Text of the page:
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The Effects of LCD Panel Type on Psychology of Video Game Players and Movie Viewers
Unformatted Document Text:  5 literacy level) on each of the 19 UX variables. independent variables (panel type and stimulus type) and one measured variable (computer literacy level) on each of the 19 UX variables. For enjoyment, a main effect for panel type was found, F(2,48)=3.47, p<.05, such that participants exposed to the S-PVA panel (M=8.76, SE=.37) scored significantly higher on the “I enjoyed playing/watching the game/movie” item than those exposed to the S-IPS (M=7.50, SE=.39) and TN panel (M=7.58, SE=.39). Another main effect revealed that participants in the movie-watching condition (M=8.47, SE=.31) scored higher on the item than those in the gaming condition (M=7.43, SE=.32), F(1,48)=5.38, p<.05. Yet another main effect showed that the higher the computer literacy level, the greater the enjoyment, F(1,48)=14.38, p<.001. The analysis found interactions between stimulus type and computer literacy for perceived realism (measured by “During the game/movie, I felt I was in the world the game/movie created”; F(1,48)=7.65, p<.05), satisfaction with overall viewing experience (measured by “I was satisfied with the overall viewing experience provided by the LCD monitor”; F(1,48)=4.54, p<.05), and presence (measured by “When the movie/game ended, I felt like I came back to the real world after a journey”; F(1,48)=4.62, p<.05). For participants in the gaming condition, computer literacy level was positively related to perceived realism, satisfaction with overall viewing experience, and level of presence regardless of panel type used for playing the game. For participants in the movie condition, however, a reverse relationship was found, such that the computer literacy was negatively related to these three UX outcomes. The analysis revealed a three-way interaction predicting users’ satisfaction with contrast ratio (measured by “I was satisfied with the contrast ratio of the LCD monitor”; F(2,48)=4.12, p<.05). In the gaming condition, the relationship between computer literacy and satisfaction with contrast ratio was dependent on panel type, such that computer literacy was positively related to satisfaction with contrast ratio for those using the S-IPS and TN panel, and negatively related to those using the S-PVA panel (Figure 3). For those in the movie-watching condition, computer literacy was negatively related to satisfaction with contrast ratio for those using the S-IPS panel, whereas it was unrelated to those watching with the TN and S-PVA panel. Another three-way interaction was discovered in predicting users’ satisfaction with overall viewing experience (measured by “I was satisfied with the visual display quality of the LCD monitor”; F(2,48)=3.30, p<.05). For participants in the movie-watching condition, computer literacy was negatively related to overall viewing experience whereas it was positively related for those in the gaming condition. This pattern was found only when using the S-IPS panel monitor. There was no such genre-based distinction in the relationship Figure 3. Three-Way Interaction for Users’ Satisfaction with Contrast Ratio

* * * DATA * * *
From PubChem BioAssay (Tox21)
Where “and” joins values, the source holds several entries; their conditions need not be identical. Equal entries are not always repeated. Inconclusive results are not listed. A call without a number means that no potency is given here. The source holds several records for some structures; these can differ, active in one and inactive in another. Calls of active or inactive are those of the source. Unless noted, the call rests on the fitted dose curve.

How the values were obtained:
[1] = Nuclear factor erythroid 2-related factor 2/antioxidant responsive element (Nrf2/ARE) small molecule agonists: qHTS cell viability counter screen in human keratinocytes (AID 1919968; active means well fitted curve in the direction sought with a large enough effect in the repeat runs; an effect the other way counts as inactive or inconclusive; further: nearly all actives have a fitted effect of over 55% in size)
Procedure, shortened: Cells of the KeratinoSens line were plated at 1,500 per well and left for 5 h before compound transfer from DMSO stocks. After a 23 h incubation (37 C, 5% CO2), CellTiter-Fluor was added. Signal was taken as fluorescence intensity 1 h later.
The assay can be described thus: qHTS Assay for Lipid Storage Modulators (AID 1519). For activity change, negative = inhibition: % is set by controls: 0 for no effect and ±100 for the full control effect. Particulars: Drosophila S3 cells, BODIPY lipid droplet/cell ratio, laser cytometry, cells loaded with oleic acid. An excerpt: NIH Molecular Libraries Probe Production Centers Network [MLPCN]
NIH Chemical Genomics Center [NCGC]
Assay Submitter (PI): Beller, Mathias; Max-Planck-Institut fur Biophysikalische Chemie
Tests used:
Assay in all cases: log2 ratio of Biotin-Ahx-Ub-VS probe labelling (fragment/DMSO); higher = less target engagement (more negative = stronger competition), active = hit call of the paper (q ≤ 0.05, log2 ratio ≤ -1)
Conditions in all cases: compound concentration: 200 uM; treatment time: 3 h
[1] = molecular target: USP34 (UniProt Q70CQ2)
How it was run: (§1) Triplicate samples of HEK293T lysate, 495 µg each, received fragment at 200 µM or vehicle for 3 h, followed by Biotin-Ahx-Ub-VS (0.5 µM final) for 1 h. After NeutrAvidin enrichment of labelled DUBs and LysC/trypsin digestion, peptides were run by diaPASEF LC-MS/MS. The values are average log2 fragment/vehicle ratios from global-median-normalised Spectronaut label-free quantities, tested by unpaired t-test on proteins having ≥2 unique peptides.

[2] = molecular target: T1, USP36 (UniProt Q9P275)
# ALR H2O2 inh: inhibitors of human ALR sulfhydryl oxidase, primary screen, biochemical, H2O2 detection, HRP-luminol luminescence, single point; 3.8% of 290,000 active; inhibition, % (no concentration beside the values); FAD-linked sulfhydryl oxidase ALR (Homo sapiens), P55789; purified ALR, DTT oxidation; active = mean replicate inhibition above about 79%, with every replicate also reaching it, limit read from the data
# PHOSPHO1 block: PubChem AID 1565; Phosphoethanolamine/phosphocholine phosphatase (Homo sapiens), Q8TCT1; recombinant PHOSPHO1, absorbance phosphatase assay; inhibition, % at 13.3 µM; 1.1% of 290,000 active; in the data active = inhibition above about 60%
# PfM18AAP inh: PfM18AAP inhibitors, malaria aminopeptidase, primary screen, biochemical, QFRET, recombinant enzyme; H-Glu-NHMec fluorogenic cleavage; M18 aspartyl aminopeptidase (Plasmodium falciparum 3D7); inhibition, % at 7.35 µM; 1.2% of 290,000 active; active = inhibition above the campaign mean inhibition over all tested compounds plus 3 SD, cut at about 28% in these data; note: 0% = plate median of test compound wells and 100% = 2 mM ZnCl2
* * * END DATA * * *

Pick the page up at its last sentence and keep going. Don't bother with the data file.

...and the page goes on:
Authors: Kim, Ki Joon. and Sundar, S. Shyam.
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literacy  level)  on  each  of  the  19  UX  variables.